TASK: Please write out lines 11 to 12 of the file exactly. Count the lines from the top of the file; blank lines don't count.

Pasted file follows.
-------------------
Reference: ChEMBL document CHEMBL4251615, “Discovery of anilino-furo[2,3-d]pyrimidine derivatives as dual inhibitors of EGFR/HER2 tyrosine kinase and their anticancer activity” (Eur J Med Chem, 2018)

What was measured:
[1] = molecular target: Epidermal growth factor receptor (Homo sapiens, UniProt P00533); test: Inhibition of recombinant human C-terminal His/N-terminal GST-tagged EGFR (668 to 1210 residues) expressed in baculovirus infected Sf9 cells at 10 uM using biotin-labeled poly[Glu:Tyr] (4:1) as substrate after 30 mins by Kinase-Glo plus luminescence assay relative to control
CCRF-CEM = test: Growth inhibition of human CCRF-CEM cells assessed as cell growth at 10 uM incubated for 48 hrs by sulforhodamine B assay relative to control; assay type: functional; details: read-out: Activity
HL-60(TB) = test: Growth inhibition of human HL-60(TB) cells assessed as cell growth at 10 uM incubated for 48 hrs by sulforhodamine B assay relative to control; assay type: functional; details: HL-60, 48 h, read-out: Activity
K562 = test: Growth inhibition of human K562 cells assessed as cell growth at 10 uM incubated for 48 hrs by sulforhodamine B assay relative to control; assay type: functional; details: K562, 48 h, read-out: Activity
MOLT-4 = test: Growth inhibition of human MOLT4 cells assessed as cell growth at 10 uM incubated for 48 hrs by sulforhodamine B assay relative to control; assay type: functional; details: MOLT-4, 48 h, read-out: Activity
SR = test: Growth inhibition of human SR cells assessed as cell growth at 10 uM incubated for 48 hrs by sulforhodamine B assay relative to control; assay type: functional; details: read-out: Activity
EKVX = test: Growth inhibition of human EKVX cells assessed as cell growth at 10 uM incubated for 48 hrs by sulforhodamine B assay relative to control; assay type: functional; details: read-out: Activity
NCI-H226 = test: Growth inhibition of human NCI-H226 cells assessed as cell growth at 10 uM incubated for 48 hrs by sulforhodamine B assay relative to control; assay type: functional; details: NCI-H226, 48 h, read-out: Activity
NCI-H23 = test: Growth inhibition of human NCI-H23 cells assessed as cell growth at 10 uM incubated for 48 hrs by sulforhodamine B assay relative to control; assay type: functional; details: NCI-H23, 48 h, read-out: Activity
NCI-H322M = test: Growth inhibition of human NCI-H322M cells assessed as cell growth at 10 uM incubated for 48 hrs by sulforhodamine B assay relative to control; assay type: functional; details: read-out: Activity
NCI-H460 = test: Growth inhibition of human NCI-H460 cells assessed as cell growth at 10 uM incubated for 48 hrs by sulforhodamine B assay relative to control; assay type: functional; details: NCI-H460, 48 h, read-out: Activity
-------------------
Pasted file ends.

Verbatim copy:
NCI-H23 = test: Growth inhibition of human NCI-H23 cells assessed as cell growth at 10 uM incubated for 48 hrs by sulforhodamine B assay relative to control; assay type: functional; details: NCI-H23, 48 h, read-out: Activity
NCI-H322M = test: Growth inhibition of human NCI-H322M cells assessed as cell growth at 10 uM incubated for 48 hrs by sulforhodamine B assay relative to control; assay type: functional; details: read-out: Activity